So I was basically done fishing on the first day unless I wanted to fly-fish or untangle my other line. I did try a little fly-fishing at one lake a few days later but didn’t catch anything. Luckily, four or five gentleman from Chicago (with thick former-Soviet bloc accents) whom we camped near saw I had no luck and offered us some of their surplus. Five fresh trout. Of course, we had to gut them ourselves, but it was worth it. I wrapped them in aluminum foil and seasoned with lemon juice, garlic, dill, black pepper, red pepper, and salt. Then I put them on our grill over our camp fire for 20 minutes. If I swallowed any bones, I didn’t notice. As a courtesy, in the morning we gave them a package of noodles we would have otherwise eaten the night before. Does that qualify more as reciprocal gifting or as barter? I hope for their sake those boys had their Montana fishing licenses (better yet, that they didn’t have them but managed to dodge the rangers), though as out-of-staters it would have cost them an arm and a leg.

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We camped again the night we got back down. Another $9. 46 FRNs total. Roads were still pretty bad. No hand sanitizer or lights in the bathroom facilities. Almost no good firewood other than some dead, dried pine boughs and a giant old stump which we put set aflame around 7:30 PM. It took two of us to drag it to the fire and all three of us to lift it into the fire. A lot of the weight came from the few large stones that the root system had wrapped itself around. It was 3:30 AM before I decided to douse the fire. The stump was still there. It was a lot smaller, and in two pieces, but still could have burned another hour or two on its own. My one friend had turned in around 11, the other one was up with me until about 2. I knew if I went to bed as early as they I would be awake, tossing and turning after only a couple hours’ rest. Plus, being a night owl, I couldn’t help it.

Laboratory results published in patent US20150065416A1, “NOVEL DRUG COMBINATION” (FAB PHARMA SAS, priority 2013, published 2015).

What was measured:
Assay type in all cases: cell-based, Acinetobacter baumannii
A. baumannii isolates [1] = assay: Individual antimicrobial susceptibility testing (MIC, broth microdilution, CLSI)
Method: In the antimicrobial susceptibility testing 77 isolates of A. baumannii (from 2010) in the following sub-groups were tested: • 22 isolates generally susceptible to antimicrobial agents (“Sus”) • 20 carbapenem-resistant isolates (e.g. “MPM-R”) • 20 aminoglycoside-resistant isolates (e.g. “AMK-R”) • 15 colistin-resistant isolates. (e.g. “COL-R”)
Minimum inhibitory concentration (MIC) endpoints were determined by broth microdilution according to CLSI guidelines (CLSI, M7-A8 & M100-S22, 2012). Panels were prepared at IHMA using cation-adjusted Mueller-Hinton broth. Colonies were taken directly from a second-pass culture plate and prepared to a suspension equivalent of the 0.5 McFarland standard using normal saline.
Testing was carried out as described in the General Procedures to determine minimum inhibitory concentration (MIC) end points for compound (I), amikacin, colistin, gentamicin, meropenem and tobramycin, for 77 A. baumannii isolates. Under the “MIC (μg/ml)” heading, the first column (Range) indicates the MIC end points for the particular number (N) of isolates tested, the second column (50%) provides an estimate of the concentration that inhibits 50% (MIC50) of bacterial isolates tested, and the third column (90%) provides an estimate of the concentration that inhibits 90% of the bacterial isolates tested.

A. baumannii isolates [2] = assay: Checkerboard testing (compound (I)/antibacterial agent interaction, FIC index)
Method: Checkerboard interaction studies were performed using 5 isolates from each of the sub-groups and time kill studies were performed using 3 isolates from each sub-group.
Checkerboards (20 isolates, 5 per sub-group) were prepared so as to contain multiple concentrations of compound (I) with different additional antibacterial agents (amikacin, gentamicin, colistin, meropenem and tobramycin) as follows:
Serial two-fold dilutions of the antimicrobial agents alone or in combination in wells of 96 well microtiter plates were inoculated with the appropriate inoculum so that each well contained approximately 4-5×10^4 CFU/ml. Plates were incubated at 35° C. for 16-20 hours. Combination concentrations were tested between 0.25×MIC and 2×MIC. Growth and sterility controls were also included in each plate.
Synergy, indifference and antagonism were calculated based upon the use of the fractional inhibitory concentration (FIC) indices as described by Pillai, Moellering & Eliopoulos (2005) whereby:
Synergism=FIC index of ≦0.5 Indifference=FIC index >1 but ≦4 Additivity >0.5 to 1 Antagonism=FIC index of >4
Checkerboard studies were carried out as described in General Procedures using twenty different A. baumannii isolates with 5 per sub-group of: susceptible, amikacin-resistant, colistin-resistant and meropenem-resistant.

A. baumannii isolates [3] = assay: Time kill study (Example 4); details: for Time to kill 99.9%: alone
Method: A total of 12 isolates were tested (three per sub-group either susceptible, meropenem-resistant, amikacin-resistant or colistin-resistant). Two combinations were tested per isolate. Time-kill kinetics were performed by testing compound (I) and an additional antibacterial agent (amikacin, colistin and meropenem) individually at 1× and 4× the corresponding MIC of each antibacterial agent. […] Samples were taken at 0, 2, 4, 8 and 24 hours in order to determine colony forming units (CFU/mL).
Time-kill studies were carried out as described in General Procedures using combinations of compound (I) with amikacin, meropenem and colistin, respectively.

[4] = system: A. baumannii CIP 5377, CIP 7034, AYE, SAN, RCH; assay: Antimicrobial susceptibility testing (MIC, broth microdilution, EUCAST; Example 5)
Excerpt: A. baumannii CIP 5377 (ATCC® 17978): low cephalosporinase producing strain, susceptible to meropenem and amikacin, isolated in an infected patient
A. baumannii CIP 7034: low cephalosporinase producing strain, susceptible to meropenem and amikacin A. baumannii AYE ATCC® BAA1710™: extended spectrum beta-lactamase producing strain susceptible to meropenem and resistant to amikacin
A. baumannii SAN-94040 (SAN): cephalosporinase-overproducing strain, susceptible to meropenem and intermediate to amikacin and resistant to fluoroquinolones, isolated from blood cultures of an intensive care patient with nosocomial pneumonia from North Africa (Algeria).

I’m not sure what our backpacks weighed, and we got back more than a week ago (August 9th), but my shoulders are still a little stiff and my right knee aches when I straighten my leg out. Even with all this, I had a great time.

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9 thoughts on “First World Camping Problems, USDA Tyranny, a Fish Story, and Some Epic Snapshots

  1. Pingback: First World Camping Problems, USDA Tyranny, a Fish Story, and Some Epic Snapshots | Notes On Liberty

  2. Fun adventure! I went on my first backpacking trip this summer in New Hampshire. It was only one night and a mere 7-8 miles round trip up. It could have been a day trip, but I enjoyed camping overnight on the mountain.

    • Yeah, this was my first really long hiking trip. It was rough to be away from almost all of civilization’s amenities for that long, but plenty of fun and well-worth it. I still more enjoy doing day trips or just one night of camping.

      • “it was rough to be away from civilizations amenities for that long”
        Good god you’re soft. I bet you brought a crate of off spray too.

        • Todd, I don’t know about you, but I was born and raised on a ranch, and I’ve been hiking since before I went to school. By rough I more mean BORING AS HELL than I do hard on my body. A guy can only take so many trees and lakes and mountains before they all start to look the same. I brought one can of Off, and used it maybe three times. Fact is, when you’re moving, the bugs can’t really land on you. When you’re not moving its either because its too hot, even for the bugs, or its time to set up camp, in which case there’s a fire and the smoke keeps ’em away. The only times I regretted not having the bug spray were when I was fishing and using the bathroom. Soft, eh? You wanna arm wrestle?